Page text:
Control movements to prevent hyperextension | NevadaAppeal.com
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Control movements to prevent hyperextension

Jerry Vance
For the Appeal

Hyperextension relates to extension beyond the anatomical position of the body. It is a word that is often used in conjunction with exercise and it can spell trouble for those of you in the fitness field. An example would be a back bend in gymnastics or acrobatics. Regular flexion and extension is a movement pair that would be used when you bend over at the waist and rise up. As in flexing over and extending back up, decreasing and then increasing the angle of the movement at the joint, or articulation. So when you hyperextend, you are doing just that, overextending your natural body position relating to the joint.

The locking of the knees backwards when you stand straight, the arching backwards of the back, the tipping back of the head. These are all movements that occur in physical activities. Not necessarily bad, however the thing to remember about hyperextension is that you put your body at a disadvantage when it occurs. Weight is improperly distributed over the skeletal frame and you can over-stress joints and ligaments.

When you watch a gymnast the preparation for a move is extensive, the movement slow and controlled. That is perhaps the key word, control. Even with a smooth controlled movement, if the return to normal anatomical position is not achieved, you may find trouble. I have watched elbows bend backwards during a pushup. The arm does not stop at the full extension, but hyperextended in towards the body; thus, placing stress and weight on the elbow joint. Most of my students with hyperextension of the elbow joints are women and young girls.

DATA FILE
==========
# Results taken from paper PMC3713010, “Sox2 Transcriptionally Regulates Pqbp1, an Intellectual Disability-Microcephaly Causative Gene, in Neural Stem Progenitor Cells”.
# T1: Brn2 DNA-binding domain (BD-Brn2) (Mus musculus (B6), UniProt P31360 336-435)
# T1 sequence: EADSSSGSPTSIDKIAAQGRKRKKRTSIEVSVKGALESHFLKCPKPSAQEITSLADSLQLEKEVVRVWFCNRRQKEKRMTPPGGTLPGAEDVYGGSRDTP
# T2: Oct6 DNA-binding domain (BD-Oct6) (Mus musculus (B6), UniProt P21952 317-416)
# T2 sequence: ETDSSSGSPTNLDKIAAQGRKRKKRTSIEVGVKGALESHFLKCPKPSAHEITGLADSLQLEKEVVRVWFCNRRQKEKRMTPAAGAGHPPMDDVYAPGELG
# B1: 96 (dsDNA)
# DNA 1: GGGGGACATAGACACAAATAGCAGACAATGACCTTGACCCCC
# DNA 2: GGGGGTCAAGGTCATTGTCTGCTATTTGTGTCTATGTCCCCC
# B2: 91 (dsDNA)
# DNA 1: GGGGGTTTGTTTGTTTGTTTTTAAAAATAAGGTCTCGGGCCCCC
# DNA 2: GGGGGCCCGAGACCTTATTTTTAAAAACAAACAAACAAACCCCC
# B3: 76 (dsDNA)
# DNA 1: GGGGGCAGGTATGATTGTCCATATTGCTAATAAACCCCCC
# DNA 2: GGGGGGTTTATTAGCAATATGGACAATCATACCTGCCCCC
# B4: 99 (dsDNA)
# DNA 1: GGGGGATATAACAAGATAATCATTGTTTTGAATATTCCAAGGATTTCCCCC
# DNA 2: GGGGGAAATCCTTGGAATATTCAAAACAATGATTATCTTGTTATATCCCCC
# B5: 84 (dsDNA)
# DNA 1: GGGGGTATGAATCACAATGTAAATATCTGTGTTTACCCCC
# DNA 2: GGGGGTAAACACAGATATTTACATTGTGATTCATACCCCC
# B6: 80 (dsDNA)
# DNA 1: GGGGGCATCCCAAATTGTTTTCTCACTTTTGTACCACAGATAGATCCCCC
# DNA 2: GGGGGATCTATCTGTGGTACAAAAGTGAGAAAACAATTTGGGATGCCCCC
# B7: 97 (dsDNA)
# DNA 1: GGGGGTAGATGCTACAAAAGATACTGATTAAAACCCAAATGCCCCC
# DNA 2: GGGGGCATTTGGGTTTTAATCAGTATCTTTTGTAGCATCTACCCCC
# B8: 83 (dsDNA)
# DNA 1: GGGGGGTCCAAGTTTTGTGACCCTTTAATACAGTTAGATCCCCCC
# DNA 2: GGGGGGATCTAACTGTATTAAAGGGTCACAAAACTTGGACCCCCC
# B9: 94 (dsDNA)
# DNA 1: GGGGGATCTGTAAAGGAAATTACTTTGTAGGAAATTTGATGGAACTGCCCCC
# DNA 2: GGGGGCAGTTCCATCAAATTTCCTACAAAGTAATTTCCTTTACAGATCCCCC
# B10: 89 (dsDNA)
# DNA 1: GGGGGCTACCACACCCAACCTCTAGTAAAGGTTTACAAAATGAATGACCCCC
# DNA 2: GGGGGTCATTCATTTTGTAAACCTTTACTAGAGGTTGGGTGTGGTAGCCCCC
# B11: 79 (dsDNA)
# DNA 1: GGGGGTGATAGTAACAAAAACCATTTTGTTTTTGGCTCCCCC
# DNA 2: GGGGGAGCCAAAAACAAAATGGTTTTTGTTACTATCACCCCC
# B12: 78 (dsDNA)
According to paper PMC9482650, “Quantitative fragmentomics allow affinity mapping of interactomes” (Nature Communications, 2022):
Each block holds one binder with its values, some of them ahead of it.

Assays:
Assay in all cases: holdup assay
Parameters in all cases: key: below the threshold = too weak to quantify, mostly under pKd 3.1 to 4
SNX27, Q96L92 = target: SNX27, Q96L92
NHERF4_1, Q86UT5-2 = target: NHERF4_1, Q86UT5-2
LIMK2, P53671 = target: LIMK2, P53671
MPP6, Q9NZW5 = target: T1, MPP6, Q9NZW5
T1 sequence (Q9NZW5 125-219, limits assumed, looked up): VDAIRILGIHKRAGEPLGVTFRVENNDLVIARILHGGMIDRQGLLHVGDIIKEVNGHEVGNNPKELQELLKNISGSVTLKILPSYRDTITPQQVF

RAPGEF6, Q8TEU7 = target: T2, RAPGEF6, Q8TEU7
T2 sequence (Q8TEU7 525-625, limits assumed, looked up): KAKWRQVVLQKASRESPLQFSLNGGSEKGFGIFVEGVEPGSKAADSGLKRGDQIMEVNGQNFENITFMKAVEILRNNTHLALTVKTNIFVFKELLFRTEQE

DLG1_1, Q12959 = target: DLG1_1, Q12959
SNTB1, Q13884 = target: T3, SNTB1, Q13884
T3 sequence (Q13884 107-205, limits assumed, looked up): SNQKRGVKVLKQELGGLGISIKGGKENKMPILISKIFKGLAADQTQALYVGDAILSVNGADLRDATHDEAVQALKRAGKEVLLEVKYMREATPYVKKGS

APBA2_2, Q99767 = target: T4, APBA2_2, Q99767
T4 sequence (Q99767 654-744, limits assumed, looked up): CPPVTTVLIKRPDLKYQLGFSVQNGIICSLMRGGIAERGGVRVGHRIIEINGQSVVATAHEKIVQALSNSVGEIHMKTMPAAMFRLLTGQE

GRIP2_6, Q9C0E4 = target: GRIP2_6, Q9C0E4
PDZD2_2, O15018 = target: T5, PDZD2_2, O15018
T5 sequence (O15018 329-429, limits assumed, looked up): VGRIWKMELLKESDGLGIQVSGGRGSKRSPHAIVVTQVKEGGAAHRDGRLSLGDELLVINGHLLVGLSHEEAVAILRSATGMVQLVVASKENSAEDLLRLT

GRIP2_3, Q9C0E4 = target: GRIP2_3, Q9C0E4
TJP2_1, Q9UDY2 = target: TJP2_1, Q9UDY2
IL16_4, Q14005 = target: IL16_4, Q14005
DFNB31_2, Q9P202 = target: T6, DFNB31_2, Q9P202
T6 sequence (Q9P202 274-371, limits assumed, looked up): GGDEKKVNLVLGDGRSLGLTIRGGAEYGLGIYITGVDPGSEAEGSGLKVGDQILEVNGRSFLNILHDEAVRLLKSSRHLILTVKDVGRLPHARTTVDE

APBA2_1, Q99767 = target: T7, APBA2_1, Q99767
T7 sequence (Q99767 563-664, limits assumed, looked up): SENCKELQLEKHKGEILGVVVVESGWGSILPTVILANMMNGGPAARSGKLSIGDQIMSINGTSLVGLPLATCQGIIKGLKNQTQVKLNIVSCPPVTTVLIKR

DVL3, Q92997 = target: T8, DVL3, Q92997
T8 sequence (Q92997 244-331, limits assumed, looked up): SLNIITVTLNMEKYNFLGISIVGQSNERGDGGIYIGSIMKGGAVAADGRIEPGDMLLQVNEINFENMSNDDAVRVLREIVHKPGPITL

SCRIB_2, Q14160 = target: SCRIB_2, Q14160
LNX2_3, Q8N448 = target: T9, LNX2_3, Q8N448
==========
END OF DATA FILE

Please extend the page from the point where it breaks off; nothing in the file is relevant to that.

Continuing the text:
Locked knees can cause extra stress and wear on the kneecap, pushing weight forward during weight bearing moves. A slight bend to the knee helps relieve stress and lends a more relaxed stance during standing movements. Stand in front of your mirror and practice the anatomical position of the body. All articulations or joints should be extended, so you stand straight, arms out to the side at the shoulder height and, in theory, your toes would be relaxed and point slightly downward. (Hard to do when you stand on them!)

Try a few of your everyday exercise movements slowly and watch your body respond. Watch for return to normal position, especially during weight bearing movements. Again, it is not the hyperextension of a joint that is bad as much as quick continuous movement with weight. A good stretch movement can be very relaxing when lifted and held and then returned to normal position. Be aware of any discomfort in your joints and adjust your extension movements accordingly.

• Jerry Vance is the owner of Sweat Shop/Wet Sweat. She offers classes through the Carson City Recreation and Aquatics Center and is a fitness instructor for the Carson City Senior Citizens Center.